From “Lost in the Supermarket,” David Mattin’s attempt to make sense of the recent London riots, published today at the Los Angeles Review of Books:
“Now, two weeks on, Britain is puzzling over what has happened. In the sound of the metropolitan British middle-class — the politicians, the columnists, the activists — trying to explain these riots to each other, there can be discerned a strange, schizophrenic mixture of anger and uncertainty, a frustrating inability to get much beyond first principles. What caused these riots? What do the people who participated in them want? What do they tell us about the country in which we live? What, in short, do the riots mean?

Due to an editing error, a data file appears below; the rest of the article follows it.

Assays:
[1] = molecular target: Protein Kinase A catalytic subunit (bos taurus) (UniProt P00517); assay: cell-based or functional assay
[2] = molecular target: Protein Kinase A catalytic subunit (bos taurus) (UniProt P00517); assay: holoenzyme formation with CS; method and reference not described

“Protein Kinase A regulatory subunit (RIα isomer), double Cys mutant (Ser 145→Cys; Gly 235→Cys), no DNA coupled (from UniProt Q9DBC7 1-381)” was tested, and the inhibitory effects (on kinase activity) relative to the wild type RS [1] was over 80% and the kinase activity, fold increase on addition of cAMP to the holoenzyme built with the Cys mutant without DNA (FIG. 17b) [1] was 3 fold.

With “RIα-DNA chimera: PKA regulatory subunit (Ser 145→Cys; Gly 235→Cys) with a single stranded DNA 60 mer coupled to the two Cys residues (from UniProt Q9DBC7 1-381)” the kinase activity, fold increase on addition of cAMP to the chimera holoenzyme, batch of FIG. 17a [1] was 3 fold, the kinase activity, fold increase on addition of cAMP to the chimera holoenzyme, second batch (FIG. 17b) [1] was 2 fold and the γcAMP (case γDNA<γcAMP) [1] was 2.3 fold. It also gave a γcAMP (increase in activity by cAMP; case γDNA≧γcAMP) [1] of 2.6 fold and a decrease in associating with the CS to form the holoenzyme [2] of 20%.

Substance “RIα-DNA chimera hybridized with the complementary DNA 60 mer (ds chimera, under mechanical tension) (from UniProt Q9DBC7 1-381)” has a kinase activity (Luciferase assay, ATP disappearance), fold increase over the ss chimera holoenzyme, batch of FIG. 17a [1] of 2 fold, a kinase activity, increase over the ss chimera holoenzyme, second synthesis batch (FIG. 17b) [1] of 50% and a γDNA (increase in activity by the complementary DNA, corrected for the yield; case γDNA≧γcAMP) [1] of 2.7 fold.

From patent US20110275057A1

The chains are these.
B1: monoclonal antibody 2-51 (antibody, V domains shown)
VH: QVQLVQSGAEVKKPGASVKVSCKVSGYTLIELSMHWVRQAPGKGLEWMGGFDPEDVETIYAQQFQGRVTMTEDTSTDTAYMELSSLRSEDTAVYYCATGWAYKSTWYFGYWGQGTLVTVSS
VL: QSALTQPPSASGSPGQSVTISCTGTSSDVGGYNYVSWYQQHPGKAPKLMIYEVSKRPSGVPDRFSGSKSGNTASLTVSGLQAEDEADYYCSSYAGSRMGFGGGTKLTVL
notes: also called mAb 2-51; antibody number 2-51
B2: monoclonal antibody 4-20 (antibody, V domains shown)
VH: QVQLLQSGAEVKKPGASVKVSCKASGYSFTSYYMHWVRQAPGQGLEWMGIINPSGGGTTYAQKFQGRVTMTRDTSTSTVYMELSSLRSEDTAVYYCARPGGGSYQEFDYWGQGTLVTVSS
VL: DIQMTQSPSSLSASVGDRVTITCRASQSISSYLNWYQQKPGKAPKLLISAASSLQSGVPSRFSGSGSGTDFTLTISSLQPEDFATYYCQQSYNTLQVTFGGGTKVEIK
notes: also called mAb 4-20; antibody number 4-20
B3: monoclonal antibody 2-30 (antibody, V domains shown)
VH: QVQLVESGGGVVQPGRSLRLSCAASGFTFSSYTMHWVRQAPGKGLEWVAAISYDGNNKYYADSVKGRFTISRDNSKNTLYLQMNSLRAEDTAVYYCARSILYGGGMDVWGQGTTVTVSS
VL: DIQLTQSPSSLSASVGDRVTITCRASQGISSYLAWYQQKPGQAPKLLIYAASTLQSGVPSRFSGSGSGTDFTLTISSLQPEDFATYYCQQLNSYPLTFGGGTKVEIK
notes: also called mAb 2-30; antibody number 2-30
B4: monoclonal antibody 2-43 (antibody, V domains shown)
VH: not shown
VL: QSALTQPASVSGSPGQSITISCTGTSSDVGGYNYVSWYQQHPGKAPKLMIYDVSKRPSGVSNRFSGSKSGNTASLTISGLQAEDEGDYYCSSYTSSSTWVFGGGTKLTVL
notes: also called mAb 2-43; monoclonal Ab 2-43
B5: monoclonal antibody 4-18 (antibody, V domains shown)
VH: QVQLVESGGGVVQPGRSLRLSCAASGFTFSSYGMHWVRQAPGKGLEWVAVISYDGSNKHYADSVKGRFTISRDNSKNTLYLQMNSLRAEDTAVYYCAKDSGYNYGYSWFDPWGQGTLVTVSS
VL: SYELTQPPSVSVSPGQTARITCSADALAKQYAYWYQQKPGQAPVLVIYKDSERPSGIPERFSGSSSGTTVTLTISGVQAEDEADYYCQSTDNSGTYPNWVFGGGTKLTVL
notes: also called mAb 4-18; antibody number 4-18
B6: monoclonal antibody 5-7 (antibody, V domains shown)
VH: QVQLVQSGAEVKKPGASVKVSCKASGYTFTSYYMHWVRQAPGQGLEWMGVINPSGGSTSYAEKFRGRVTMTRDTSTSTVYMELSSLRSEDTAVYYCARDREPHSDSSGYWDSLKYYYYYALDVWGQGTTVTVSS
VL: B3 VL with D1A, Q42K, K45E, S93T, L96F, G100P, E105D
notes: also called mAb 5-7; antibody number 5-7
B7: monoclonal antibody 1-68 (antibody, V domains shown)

Across the last two weeks, these questions have been the subject of much talk; they can accommodate so much talk because their answers are so elusive. Even the left’s best attempt to imbue the riots with a meaning — the argument that contends that they were an expression of inchoate anger at the current austerity, and the mismanagement that brought us to it — is, on close examination, not satisfactory. And that is because there is a sense in which the English riots of 2011 mean nothing at all. Nothing, at least, to the people who participated in them. Which is what makes them so uniquely frightening, and problematic. “
Tags: David Mattin